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Rescue Mission

"The angel said to the women, ‘Do not be afraid, for I know that you are looking for Jesus, who was crucified. He is not here; he has risen, just as he said. Come and see the place where he lay’” (Matthew 28:5-6 NIV).

There is something about the Gospel that brings me to tears. The best possible tears imaginable. The concept that God himself sent His Only Son in the flesh for me and you is the most incredible love story. The Almighty and loving God came on a rescue mission for His people, and the thing is, He didn’t have to, but He chose to.

I’ve had non-believers ask me why’s it essential for me to follow Jesus or what sets Christianity apart from any other religion. I’ve consistently responded that Christianity is the only religion where our God comes to rescue us. People must work to gain acceptance or stature with their gods in all other religions. God indeed demonstrated His love for us at the cross.

As I said, it is the most extraordinary love story of all time. Jesus died on the cross and rose from the dead to tear the veil from top to bottom to mend the chasm that sin caused. Matthew 27:50-52a (NIV) shows God made a statement in a literal and spiritual sense: “And when Jesus had cried out again in a loud voice, he gave up his spirit. At that moment, the temple curtain was torn in two from top to bottom. The earth shook, the rocks split, and the tombs broke open.”

Back then, the temple veil was in the temple or place of worship. It separated the Holy of Holies from the rest of the temple. It was a forbidden and sacred space reserved for handpicked Jewish clergy.

The tearing of the veil symbolized a miraculous feat because the walls were estimated to be approximately four inches thick of solid brick and stone. Observers of this event had to be astounded and puzzled by the immense power exerted for this to happen. It also represented the sacrifice of Jesus’ life, and the shedding of his blood was a sufficient atonement for sins. It signified that now the way into the Holy of Holies was open for all people, for all time, both Jew and Gentile. God moved out of the temple never again to dwell in a temple made with human hands (Acts 17:24). Things happened just as Jesus predicted. The destroyed temple signified the end of the old covenant as the new covenant was being established by Christ’s death and resurrection.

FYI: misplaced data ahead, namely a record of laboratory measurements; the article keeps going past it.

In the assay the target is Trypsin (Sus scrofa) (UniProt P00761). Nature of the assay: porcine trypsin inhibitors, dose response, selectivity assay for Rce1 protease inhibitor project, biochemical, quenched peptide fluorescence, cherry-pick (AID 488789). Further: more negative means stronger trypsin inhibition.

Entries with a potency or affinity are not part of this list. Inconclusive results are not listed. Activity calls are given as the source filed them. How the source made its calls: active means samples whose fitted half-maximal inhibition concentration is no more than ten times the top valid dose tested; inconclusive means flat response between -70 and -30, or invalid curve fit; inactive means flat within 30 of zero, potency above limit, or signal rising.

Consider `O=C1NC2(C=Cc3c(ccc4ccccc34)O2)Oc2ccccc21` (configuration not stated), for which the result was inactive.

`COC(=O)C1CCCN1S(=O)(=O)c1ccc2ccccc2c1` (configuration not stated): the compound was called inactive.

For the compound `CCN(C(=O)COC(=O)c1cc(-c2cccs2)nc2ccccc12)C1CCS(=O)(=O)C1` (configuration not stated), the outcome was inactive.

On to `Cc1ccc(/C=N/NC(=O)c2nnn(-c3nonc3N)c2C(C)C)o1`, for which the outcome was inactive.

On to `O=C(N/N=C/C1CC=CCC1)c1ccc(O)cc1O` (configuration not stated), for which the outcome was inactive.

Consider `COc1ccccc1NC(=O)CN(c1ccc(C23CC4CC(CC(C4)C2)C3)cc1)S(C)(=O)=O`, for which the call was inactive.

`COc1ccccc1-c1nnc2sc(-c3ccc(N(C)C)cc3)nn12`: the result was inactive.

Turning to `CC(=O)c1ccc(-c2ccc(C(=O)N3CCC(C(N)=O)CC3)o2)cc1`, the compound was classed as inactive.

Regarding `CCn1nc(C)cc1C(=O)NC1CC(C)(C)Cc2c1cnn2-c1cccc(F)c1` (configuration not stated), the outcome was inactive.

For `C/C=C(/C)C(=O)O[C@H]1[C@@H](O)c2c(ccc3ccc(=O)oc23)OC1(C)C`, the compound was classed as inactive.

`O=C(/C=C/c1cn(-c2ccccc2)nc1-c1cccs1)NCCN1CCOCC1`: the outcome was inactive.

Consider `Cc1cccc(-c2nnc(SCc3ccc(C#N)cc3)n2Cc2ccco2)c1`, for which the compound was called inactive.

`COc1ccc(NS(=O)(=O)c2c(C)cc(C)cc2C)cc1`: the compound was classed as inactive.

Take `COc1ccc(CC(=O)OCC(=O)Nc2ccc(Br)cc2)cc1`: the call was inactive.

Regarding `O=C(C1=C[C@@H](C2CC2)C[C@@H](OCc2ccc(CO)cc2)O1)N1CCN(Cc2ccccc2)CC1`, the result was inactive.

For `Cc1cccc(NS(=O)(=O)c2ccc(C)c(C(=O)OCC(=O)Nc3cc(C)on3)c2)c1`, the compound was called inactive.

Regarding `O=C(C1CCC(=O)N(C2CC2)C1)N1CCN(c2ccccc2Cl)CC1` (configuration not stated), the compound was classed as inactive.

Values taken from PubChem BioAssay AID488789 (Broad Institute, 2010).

I want to encourage us to meditate on Matthew 28: 5-6 this Easter and truly let the grace and mercy of God rest in our hearts. It declares, “The angel said to the women, ‘Do not be afraid, for I know if you are looking for Jesus, who was crucified. He is not here; he has risen, just as he said. Come and see the place where he lay.’” The very Son of God did exactly what He had said He would do all along- He rose from the dead, allowing us to walk into eternity with Him one day.

This Easter, we’re reminded of what it says in Matthew 28: 5-6. Jesus always keeps His promises. Let our prayer be that we walk boldly living out the Gospel each day, knowing that King Jesus has risen, and He is alive! Hallelujah!


Dear Lord, thank you that there is so much power in the name of Jesus. He changed my life, and I ask that he continues to work in my life and the lives of those I touch. I sit in thankful awe that I get to sit at the feet of Jesus daily. Thank you that Jesus’ death on the cross is the biggest rescue mission of ALL people, and it’s the most beautiful love story of all time. Amen.

Your turn: What does the Easter season represent to you? Do you have any unique traditions you practice in remembering Jesus’ sacrifice? We would love to hear from you.

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